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4 Indigenous Designers To Have On Your Radar

Fashion is a form of art used to make a statement, accentuate beauty, and show personal style. These four Indigenous designers showcase these very qualities in their work. Usually, when you hear “Indigenous fashion” or “Native-American fashion” your mind goes to a stereotype like a headdress or fringe or moccasins. Not that these are not a part of Native-American fashions, they are just used in the wrong ways or created by non-Natives to make a profit for themselves. However, these designers grab that stereotype, tear it up, and throw it away! These designers embody modern Indigenous fashion. 

Their work makes a political statement either literally like many of Jared Yazzie’s eccentric pieces, or they incorporate traditional Indigenous fashions into a modern form, which you can see in many of these designers’ collections.

It is very important to see these designers’ art and fashion because it shows a form of who the modern Indigenous person is. It shows that we are not all the same because their work reflects aspects of their cultures and reveals the complexities and diversity in Indigenous communities. But most of all, it shows we are still here and we are thriving. 

Bethany Yellowtail – byellowtail

Bethany Yellowtail is Northern Cheyenne and Crow. She lives in Los Angeles where she creates and sells her clothing. Bethany Yellowtail uses feminine and modern styles as a base for her art. She incorporates many traditional designs and aspects into her fashion which amplifies her Indigenous identity while creating a modern vibe. You can see many of her looks worn by Shailene Woodley, and many Native American actors/actresses. Not only is Bethany Yellowtail a designer on the rise, she also has her own docu-series on YouTube that depicts her journey to her where she is now, her motivation and inspiration for her clothing, and her plans for what she wants in the future for herself and for other Indigenous designers. You can watch her series “alter-Native” on Indie Lens Storycast channel and check out her website at: https://www.byellowtail.com/

Jared Yazzie – OXDX 

Jared Yazzie is Diné/Navajo based in Tempe, AZ. He uses screen-printing to showcase his art in fabrics which are made into his garments. His textiles are derived from traditional Diné designs like the Navajo Wedding basket, the four colors of the sacred mountains, and numerous pottery designs. He creates graphic art that make political statements on Native issues. Even the name of his company “OXDX” is a political statement. You can look further into his collections and his inspirations on his website: https://www.oxdxclothing.com/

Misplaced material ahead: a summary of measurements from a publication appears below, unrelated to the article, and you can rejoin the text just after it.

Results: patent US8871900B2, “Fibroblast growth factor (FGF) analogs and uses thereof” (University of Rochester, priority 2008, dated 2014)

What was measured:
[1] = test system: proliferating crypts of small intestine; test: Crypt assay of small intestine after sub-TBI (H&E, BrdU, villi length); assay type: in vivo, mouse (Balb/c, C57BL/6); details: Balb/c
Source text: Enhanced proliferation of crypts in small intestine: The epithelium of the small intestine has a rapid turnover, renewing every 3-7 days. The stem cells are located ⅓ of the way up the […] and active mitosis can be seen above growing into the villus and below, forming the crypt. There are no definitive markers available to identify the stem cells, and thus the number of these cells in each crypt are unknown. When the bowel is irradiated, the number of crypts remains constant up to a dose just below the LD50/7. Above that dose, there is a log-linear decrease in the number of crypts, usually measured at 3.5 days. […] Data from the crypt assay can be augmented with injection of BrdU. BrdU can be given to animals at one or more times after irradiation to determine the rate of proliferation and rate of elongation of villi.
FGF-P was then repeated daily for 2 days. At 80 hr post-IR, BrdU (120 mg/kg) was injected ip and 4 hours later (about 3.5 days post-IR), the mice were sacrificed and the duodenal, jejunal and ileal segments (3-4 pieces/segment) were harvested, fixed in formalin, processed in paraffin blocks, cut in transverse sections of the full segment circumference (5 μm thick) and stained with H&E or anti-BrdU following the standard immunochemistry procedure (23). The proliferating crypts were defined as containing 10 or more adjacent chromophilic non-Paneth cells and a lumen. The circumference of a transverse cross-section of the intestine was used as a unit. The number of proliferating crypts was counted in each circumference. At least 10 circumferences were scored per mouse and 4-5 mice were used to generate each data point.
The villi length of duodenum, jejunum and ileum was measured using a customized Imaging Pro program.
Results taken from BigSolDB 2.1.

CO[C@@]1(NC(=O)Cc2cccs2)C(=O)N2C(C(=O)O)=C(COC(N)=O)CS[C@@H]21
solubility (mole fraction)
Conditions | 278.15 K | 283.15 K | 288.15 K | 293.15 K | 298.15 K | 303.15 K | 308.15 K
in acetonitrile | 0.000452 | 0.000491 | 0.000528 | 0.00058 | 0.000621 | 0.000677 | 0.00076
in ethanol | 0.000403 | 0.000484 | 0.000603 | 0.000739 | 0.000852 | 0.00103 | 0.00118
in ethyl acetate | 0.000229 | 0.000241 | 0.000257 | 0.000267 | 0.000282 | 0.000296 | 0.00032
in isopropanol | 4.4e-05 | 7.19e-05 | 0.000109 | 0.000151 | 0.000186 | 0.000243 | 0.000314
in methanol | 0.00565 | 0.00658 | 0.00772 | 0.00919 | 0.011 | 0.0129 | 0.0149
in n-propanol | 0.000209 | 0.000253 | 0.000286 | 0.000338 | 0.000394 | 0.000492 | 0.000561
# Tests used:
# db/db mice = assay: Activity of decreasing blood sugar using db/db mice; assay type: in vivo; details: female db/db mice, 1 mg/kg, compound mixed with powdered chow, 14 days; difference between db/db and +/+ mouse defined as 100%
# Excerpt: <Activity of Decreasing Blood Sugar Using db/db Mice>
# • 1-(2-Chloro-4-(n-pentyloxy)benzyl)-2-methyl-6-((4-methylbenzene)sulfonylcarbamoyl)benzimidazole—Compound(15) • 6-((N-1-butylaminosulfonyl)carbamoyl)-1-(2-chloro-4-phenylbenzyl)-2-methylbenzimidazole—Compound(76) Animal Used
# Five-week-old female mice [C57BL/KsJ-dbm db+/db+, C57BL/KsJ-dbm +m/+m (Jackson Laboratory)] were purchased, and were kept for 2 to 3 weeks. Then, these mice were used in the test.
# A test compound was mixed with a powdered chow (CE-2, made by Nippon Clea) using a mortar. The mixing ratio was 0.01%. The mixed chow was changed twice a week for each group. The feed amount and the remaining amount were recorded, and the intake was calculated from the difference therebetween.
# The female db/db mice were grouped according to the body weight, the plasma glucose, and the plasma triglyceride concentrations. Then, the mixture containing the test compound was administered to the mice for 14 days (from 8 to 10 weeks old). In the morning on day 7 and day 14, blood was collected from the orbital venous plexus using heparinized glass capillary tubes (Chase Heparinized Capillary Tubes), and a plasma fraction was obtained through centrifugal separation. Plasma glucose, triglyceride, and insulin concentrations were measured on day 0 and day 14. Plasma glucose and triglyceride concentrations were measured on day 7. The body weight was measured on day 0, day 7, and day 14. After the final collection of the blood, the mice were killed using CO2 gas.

Korina Emmerich – EMME

Korina Emmerich is of Puyallup ancestry and currently lives in New York City where she works out of her studio. According to her website, her clothing and designs are derived from art, music, and her Native-American culture. Korina’s work has a polished modern base that highlights the female figure and amplifies culture. Her use of red, yellow, black and white and her use of fringe, drapery, and longer silhouettes show how she uses colors and styles to channel her Native-American culture into her looks. Korina founded her company in 2009 and several years later was a contestant on Project Runway Season 13 where she was able to showcase her talent and style in New York Fashion Week. You can check out her collections at: http://www.emmerichny.com/

Patricia Michaels – Pmwaterlily

Patricia Michaels is Taos Pueblo and currently lives and works from Taos, NM. Her brand Pmwaterlily was named after her Native name which shows one way she involves her Native-American culture in her work. Patricia was also a contestant on Project Runway Season 11 where she was able to showcase her work at New York Fashion Week; she was also on Project Runway All-Stars Season 4. Her work can be described as avant-garde and distinctive. Her work is inspired from nature and her Taos Puebloan culture and her clothing is flowy, ethereal, and light. The designs seen in her collections feature feathers and pottery designs which root from her Anasazi ancestry but are crafted with a modern twist. Her flowy garments imitate nature’s soft and natural flow which can be derived from the landscape in which she was raised in the Santa Fe, NM area. You can look more into her clothing and its origins at her website: http://pmwaterlilyfashion.com/


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